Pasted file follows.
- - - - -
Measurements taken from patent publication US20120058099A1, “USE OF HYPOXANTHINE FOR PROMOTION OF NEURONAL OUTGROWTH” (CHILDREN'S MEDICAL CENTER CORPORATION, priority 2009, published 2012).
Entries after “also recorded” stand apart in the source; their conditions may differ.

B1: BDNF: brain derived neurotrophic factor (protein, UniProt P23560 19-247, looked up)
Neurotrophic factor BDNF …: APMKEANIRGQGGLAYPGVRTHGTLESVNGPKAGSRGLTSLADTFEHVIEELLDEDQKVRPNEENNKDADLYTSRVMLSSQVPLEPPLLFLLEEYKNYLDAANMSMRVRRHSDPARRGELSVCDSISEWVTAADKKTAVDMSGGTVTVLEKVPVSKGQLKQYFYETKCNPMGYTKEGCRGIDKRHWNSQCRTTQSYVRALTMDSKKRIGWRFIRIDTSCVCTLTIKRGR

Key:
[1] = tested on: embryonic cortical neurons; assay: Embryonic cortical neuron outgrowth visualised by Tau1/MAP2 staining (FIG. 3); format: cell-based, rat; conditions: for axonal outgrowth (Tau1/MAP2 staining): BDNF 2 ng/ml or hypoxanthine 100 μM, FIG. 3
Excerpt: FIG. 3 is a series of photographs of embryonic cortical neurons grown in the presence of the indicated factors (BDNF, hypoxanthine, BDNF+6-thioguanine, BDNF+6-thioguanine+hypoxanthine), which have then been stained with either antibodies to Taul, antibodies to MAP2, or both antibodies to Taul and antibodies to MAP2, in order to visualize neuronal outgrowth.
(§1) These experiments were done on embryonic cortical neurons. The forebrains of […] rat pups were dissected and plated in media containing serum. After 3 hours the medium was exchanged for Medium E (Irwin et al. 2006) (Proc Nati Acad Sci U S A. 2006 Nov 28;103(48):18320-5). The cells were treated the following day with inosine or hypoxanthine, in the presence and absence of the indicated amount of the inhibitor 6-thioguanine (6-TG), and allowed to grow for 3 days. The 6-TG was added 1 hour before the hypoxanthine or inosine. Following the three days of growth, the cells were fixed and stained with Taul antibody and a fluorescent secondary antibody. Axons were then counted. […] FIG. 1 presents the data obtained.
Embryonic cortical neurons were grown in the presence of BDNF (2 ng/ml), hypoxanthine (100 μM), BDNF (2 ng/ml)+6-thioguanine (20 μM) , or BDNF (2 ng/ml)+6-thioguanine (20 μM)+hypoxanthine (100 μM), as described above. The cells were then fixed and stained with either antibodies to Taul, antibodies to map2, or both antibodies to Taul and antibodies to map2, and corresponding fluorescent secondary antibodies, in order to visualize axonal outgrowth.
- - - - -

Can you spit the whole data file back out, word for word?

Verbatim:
Measurements taken from patent publication US20120058099A1, “USE OF HYPOXANTHINE FOR PROMOTION OF NEURONAL OUTGROWTH” (CHILDREN'S MEDICAL CENTER CORPORATION, priority 2009, published 2012).
Entries after “also recorded” stand apart in the source; their conditions may differ.

B1: BDNF: brain derived neurotrophic factor (protein, UniProt P23560 19-247, looked up)
Neurotrophic factor BDNF …: APMKEANIRGQGGLAYPGVRTHGTLESVNGPKAGSRGLTSLADTFEHVIEELLDEDQKVRPNEENNKDADLYTSRVMLSSQVPLEPPLLFLLEEYKNYLDAANMSMRVRRHSDPARRGELSVCDSISEWVTAADKKTAVDMSGGTVTVLEKVPVSKGQLKQYFYETKCNPMGYTKEGCRGIDKRHWNSQCRTTQSYVRALTMDSKKRIGWRFIRIDTSCVCTLTIKRGR

Key:
[1] = tested on: embryonic cortical neurons; assay: Embryonic cortical neuron outgrowth visualised by Tau1/MAP2 staining (FIG. 3); format: cell-based, rat; conditions: for axonal outgrowth (Tau1/MAP2 staining): BDNF 2 ng/ml or hypoxanthine 100 μM, FIG. 3
Excerpt: FIG. 3 is a series of photographs of embryonic cortical neurons grown in the presence of the indicated factors (BDNF, hypoxanthine, BDNF+6-thioguanine, BDNF+6-thioguanine+hypoxanthine), which have then been stained with either antibodies to Taul, antibodies to MAP2, or both antibodies to Taul and antibodies to MAP2, in order to visualize neuronal outgrowth.
(§1) These experiments were done on embryonic cortical neurons. The forebrains of […] rat pups were dissected and plated in media containing serum. After 3 hours the medium was exchanged for Medium E (Irwin et al. 2006) (Proc Nati Acad Sci U S A. 2006 Nov 28;103(48):18320-5). The cells were treated the following day with inosine or hypoxanthine, in the presence and absence of the indicated amount of the inhibitor 6-thioguanine (6-TG), and allowed to grow for 3 days. The 6-TG was added 1 hour before the hypoxanthine or inosine. Following the three days of growth, the cells were fixed and stained with Taul antibody and a fluorescent secondary antibody. Axons were then counted. […] FIG. 1 presents the data obtained.
Embryonic cortical neurons were grown in the presence of BDNF (2 ng/ml), hypoxanthine (100 μM), BDNF (2 ng/ml)+6-thioguanine (20 μM) , or BDNF (2 ng/ml)+6-thioguanine (20 μM)+hypoxanthine (100 μM), as described above. The cells were then fixed and stained with either antibodies to Taul, antibodies to map2, or both antibodies to Taul and antibodies to map2, and corresponding fluorescent secondary antibodies, in order to visualize axonal outgrowth.